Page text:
Slough Feg is proud to announce the arrival of new drummer, Addison Filipczyk. Filipczyk, 25, will have big shoes to fill following in the wake of Harry Cantwell’s departure, but after several months of rehearsal the group is confident that they are in capable hands and feet.

Bassist Adrian Maestas comments, “After trying out drummers for a few months we think we’ve found the right guy. Welcome aboard, Addison!”

Singer/Guitarist Mike Scalzi gave only a short list of the new Drummer’s vital statistics:
-Loyal Slough Feg fan since 2007
-Sharp wit / keen philosophical / linguistic intellect
-Corrective lenses necessary when drumming / viewing oversized metal chicks’ asses
-Huge heavy metal fan, with tastes ranging from early Maiden and Priest to Budgie and Beethoven
-Corporate spirit with liberal incentives towards Slough Feg’s prime directive

Guitarist Angelo Tringali couldn’t be reached for comment, but his answering machine informed us that he was out in search of “a different lime and whiskey cola.”

Addison will make his debut with Slough Feg on April 16th, 2015, at the Eagle S.F. in San Francisco. ONWARD!!!

“Digital Resistance” was recorded with Justin Weis (who produced the album with vocalist/guitarist Mike Scalzi) at Trakworx in South San Francisco from January-October 2013 and marks the band’s first new studio album since 2010’s “The Animal Spirits.” Order your copy at metalblade.com/sloughfeg. The album is available digitally, on CD, and on vinyl. The opaque purple vinyl with grey haze is still available in limited quantities at indiemerch.com/metalbladerecords.

http://www.sloughfeg.com
https://www.facebook.com/sloughfegofficial
http://www.metalblade.com/us/artists/slough-feg

Slough Feg, “Digital Resistance”

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Revisiting 2014’s Most Anticipated Albums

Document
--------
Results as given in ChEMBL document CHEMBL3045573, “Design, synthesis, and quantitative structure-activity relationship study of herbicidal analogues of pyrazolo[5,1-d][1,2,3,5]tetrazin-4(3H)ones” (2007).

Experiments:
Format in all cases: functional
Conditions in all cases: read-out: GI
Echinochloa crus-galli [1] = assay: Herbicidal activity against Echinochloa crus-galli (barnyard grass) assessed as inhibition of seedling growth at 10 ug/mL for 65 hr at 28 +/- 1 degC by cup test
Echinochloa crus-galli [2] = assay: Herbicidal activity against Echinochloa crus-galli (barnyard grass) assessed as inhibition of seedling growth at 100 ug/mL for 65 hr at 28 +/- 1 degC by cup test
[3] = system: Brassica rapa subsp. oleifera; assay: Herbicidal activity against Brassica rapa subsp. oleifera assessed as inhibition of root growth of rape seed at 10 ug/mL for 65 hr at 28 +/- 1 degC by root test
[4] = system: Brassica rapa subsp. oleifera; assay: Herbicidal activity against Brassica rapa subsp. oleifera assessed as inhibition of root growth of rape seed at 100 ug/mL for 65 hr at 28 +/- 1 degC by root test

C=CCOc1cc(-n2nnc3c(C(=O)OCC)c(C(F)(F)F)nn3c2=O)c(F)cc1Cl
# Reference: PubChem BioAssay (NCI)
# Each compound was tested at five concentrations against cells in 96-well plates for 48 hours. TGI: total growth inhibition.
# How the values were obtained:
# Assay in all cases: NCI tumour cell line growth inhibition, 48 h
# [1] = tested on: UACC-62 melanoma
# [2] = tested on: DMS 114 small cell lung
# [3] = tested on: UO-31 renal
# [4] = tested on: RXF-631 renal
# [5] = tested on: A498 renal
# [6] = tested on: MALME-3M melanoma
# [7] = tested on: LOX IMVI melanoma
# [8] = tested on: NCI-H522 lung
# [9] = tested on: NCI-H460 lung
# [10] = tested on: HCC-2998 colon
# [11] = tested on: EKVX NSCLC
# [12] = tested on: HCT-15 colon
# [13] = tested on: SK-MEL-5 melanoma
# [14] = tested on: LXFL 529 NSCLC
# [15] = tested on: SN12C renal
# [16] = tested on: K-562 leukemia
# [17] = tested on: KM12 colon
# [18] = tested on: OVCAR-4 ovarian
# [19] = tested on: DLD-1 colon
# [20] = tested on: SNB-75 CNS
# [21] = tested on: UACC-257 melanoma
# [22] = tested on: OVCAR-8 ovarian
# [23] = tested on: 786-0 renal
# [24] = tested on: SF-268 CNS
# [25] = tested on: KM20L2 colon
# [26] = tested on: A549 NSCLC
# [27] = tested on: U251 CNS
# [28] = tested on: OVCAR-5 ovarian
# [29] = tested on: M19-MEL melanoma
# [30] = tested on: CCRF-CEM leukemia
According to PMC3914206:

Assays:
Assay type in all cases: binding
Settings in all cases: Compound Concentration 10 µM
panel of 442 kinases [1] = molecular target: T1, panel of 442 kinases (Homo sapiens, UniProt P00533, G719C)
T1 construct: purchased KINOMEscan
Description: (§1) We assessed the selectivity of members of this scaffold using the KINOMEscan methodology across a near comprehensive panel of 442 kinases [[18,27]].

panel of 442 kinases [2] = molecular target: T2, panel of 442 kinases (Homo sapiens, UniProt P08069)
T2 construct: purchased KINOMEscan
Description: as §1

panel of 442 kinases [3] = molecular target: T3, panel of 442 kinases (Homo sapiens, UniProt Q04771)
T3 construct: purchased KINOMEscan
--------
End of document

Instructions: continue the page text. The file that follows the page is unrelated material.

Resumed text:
Posted in Features on December 11th, 2014 by JJ Koczan

tomorrows-dream-REVISITED-Original-etching-by-Wenceslas-Hollar

[PLEASE NOTE: This is not my Top Albums of 2014 list. That’s coming later in the month.]

First of all, the math was wrong. The list went to 42, not 40…

I did two major “stuff is coming out” posts this year. The first was January’s Tomorrow’s Dream: 42 of 2014’s Most Anticipated Albums, and the second was July’s 30 Before ’15: Records Not to Miss Before the New Year Hits. Apparently I have thing for cumbersome titles.

At best, this stuff is a crapshoot. Until something’s just about in your hand, you never really know when or if it’s going to come out. But they’re fun, and it’s exciting to think of good music being released, so you do it anyway. On the whole, I don’t think I did that badly between the two lists. Of course there was stuff that wasn’t anticipated — Colour Haze‘s new album, To the Highest Gods We Know, walks by and waves en route to its Dec. 15 release date — but for what we got, it worked out well.

That’s the general overview, but because I hold myself to a standard of accountability more rigorous than, say, my nation’s torture-happy secret police, here’s a full rundown of the list as it was, now (as then), presented alphabetically and with the titles listed as they were at the time:

42 of 2014’s Most Anticipated Albums — REVISITED!

 

1. Acid King, TBA: Word is Acid King‘s first in 10 years was mastered last month and will be out in Feb. 2015 on Svart.
 

2. Alcest, Shelter: Was way less post-black metal than their prior stuff, and I think it threw a lot of people off. Not a bad record (review here), but worked against lofty expectations.
 

3. All Them Witches, TBA: I remember including this because they said they were going back into the studio. Turned out they were recording the Effervescent EP/jam (review here). No regrets.
 

4. Alunah, TBA: Their new one was their Napalm Records debut, Awakening the Forest (review here). It was awesome. Score one for the list.
 

5. Blackwolfgoat, Drone Maintenance: Yeah, it was cheating to include this since I was there when it was recorded. Still a killer record though.
 

6. Causa Sui, Live at Freak Valley: Ruled. Reviewed and streamed here. Made me want to see them even more.
 

7. Conan, Blood Eagle: What does complete dominance sound like? Sounds like Conan to me.
 

8. Eggnogg, You’re all Invited: Was dying to hear what the Brooklyn trio came up with. No word on it yet.
 

9. Elder, Live at Roadburn 2013: Still don’t have a copy of this. Maybe I can pick one up when I get their forthcoming third studio album, Lore, out early next year.
 

10. 40 Watt Sun, TBA: More like “MIA” than TBA. Anyone heard from these guys?
 

11. The Golden Grass, TBATheir self-titled debut (review here) was one of the finest first-albums I heard all year.
 

12. Greenleaf, Trails and Passes: Any Greenleaf is a treat. Trails and Passes (review here) was no exception.
 

13. Grifter, The Return of the Bearded Brethren: Solid follow-up (review here). Grifter‘s humor and lack of pretense serves them well.